20th Sunday following Pentecost-10/10/2021

Psalm 22:1-15; Job 23:1-9, 16-17; Hebrews 4:12-16; Mark 10:17-31

Matthew drew out the correspondence between this sad psalm and Jesus’ crucifixion. There was the roll of the dice for Jesus’ few possessions (Matt. 27:35, the great cry of abandonment (Matt. 27:46), and the mockings and insults (Matt. 27:39). Christians of today will recognize and understand that a body in the grave returns to dust, thus death is viewed as dusty. Its approach is seen as the growing loss of strength and moisture, a vivid description of the onset of death.

In Job we are to identify God’s commands is not enough. The transitions of character they can bring begins when one feeds upon them and finds sustenance for one’s soul from them. They must become our greatest treasure even in dark days of suffering. Job did not understand why his troubles had come upon him, but he trusted in the sovereignty and justice of God. He wanted to his appointed time for a legal hearing with God so that divine justice could be established and understood. As humans we do not have sufficient knowledge or live long enough to see justice worked out in life. Only at the final judgment will we fully see God establish His justice in His world. Until then the power of Satan and the effects of human sin prevent us from enjoying justice. As with Job, people do suffer unjustly, but when Jesus returns, all will be revealed.

From Hebrews we find God’s Word was preached in verbal forms, lived out in person by Jesus, and finally placed in stable, written form. In every form it is more efficient than any human tool. We know that in the end times, we will all have to account to God for our earthly lives and actions; thus we are called to repent of our sins regularly and sincerely, or they will not be forgiven. A personal relationship to God requires personal responsibility. This we do, as we understand nothing is ever missed by God, that He sees and hears all things and we will be accountable for all.

We must also recognize that Jesus was tempted thoroughly, yet he remained without sin. Beloved, if Christ had not experienced being a human, any approach to His throne would be either intimidating or insolent on our part. He took part in our nature and understand every aspect of that nature from within. He is not hostile to humanity but is one of us. He wants to help each of us be the kind of human being He was, and He knows how to help. When we come cloest to Him, we approach a nature like His. Therefore, we dare to approach with boldness and confidence.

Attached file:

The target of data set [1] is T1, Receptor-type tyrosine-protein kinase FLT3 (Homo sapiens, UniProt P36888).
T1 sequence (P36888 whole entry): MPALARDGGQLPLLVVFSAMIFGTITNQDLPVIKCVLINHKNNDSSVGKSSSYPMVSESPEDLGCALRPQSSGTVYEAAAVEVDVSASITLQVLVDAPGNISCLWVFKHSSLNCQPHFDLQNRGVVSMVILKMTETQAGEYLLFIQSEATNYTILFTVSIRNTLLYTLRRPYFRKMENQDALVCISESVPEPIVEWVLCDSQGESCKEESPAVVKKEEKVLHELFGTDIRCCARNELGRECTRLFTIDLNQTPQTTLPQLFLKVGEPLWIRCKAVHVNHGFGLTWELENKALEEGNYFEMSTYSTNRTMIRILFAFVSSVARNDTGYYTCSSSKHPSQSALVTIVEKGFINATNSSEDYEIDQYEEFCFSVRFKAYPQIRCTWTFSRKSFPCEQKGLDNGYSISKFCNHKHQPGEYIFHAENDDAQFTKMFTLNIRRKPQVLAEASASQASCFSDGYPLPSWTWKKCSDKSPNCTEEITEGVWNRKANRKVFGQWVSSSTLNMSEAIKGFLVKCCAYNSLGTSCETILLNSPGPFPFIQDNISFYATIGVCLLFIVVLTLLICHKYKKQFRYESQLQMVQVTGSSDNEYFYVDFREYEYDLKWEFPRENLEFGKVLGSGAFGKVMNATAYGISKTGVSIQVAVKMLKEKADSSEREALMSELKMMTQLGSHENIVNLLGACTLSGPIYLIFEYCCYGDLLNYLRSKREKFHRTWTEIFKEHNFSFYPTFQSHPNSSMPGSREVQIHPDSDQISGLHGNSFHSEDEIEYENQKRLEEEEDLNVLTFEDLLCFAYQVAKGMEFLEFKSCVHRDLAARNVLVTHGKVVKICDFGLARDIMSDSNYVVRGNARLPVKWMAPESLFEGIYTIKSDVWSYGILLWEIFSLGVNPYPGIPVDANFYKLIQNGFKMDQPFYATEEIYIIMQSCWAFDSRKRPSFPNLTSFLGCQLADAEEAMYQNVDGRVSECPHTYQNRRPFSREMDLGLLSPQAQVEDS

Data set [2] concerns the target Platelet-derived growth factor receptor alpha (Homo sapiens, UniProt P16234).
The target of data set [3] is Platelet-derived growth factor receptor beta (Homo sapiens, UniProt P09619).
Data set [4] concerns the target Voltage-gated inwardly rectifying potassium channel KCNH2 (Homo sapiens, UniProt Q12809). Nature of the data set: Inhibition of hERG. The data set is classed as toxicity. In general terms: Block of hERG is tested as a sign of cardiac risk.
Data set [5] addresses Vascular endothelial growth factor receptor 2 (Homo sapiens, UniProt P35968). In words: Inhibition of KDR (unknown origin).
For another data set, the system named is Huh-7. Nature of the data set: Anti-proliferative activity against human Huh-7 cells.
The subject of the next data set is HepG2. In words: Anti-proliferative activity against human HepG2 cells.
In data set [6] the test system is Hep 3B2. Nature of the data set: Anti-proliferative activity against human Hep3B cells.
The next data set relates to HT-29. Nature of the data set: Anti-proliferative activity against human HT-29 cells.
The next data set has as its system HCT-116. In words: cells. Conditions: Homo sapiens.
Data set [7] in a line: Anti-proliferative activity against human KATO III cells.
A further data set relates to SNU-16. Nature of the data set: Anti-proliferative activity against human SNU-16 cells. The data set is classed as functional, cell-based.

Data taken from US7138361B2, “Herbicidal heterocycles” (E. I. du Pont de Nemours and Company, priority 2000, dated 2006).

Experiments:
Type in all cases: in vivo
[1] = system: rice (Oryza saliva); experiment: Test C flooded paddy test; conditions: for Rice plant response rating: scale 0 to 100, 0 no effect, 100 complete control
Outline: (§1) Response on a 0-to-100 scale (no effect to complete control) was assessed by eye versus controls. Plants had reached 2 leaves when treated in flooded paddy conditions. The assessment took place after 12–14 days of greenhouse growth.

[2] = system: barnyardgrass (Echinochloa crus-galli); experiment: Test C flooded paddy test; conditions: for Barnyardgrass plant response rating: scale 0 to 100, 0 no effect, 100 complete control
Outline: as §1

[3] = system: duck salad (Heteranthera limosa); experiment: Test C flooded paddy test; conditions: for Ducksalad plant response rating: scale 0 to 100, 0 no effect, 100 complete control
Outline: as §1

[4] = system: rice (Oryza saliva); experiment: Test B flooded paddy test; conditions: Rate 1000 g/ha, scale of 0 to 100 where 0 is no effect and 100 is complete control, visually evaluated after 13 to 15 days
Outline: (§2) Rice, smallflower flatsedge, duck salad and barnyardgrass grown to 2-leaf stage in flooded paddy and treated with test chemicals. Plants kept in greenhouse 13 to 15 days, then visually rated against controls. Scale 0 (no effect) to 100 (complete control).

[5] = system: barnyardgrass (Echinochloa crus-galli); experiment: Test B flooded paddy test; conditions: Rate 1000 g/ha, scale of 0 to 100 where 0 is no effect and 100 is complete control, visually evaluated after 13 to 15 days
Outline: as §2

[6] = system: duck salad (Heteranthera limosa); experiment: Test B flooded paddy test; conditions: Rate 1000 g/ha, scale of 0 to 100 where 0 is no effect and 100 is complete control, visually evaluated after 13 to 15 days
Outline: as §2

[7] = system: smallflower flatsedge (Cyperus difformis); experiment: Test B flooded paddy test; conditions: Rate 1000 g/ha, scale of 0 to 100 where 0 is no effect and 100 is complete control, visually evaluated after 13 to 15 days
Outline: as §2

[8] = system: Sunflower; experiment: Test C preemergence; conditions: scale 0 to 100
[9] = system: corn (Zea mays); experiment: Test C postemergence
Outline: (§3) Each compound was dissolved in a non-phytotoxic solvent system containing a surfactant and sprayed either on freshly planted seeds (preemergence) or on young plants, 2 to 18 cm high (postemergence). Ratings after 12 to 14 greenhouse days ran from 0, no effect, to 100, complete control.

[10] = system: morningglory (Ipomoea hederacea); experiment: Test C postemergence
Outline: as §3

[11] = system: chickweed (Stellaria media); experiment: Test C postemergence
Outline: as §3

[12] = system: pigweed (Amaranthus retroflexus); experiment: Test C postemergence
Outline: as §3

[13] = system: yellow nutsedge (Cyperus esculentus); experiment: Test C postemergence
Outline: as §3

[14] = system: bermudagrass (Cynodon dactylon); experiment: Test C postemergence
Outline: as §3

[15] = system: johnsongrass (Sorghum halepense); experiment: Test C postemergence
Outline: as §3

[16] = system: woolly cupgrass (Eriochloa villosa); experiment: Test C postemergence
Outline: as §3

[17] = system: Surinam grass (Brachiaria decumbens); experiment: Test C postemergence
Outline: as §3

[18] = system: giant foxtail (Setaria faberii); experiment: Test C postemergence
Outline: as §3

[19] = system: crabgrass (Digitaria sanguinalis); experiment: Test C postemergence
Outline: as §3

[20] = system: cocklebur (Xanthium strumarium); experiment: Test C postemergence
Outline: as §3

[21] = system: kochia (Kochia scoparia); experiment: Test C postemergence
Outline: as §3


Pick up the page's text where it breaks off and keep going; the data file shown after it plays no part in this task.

Finally we come to our Gospel message this morning. Its central point is directed towards the “rich young man,” who walks up to Jesus and asks Him this question: “Good Teacher,” he asked, “what must I do to inherit eternal life?” For liturgical churches, this time of year Scriptures lead to our giving, it is time to budget for next year’s activities, expenses, outreach, and the general expenses to operate a church. Those who are tasked with coming up with a budget, are seeking people to give an idea of how much everyone is giving, so that they can plan. Sometimes, you take what is given and them take a leap of faith of how much we think we will get based on previous years. He we are presented with a rich man who want to know how much he must give, and Jesus is talking about giving out of faith, not our of abundance. Furthermore, the giving is not just to give a certain amount of money, but also to give of our own skills and labors for the church.

Jesus’ response to the rich man is, “why do you call me good?” He says, “no one is good—-except God alone. You know the commandments and then lists them for him.” “Teacher,” he declared, “all these I have kept sine I was a boy.” Jesus simply looks at him and loves him. “One thing you lack,” he said. “Go, sell everything you have and give to the poor, and you will have treasure in heaven. Then come, follow me.” The man’s face fell. He went away sad, because he had great wealth. The man went away. Jesus asked His disciples, “How hard it is for the rich, to enter the kingdom of God!” When people value possessions above God, they have effectively severed their relationship both with God and people. Any degree of spiritual perception indicates such a life is visibly empty and unfulfilling.

Those who commit their wealth (whatever it may be) to meet the needs of the poor will have riches in heaven. Such commitment removes wealth an an obstacle to receiving God’s eternal blessings. It reveals we value our relationship to God above our possessions. The disciples were even more amazed and said to each other, “Who then can be saved?” Jesus looked upon them and said, ‘With man this is impossible, but not with God; all thing are possible with God.”

Peter said to Jesus, “We have left everything to follow you!” Jesus did not give an answer that would cheapen or lessen the gospel by promising a sort of merit system. Instead, he promised those who are faithful to Him and to God in this world will be abundantly blessed in the life to come. In the life of the age to come is eternal life. A believer in Jesus possesses eternal life already. In that sense the age to come has broken in on the present age. Beloved, seeking eternal rewards is not wrong. Serving Christ faithfully often involves sacrifices and self-denial. Our Lord promises that the abundance of the reward will outshine any sacrifice we make o win others to Christ. If we do not serve Jesus selflessly, we may be the “firs” that shall me “last” as our Lord warned us. Amen.


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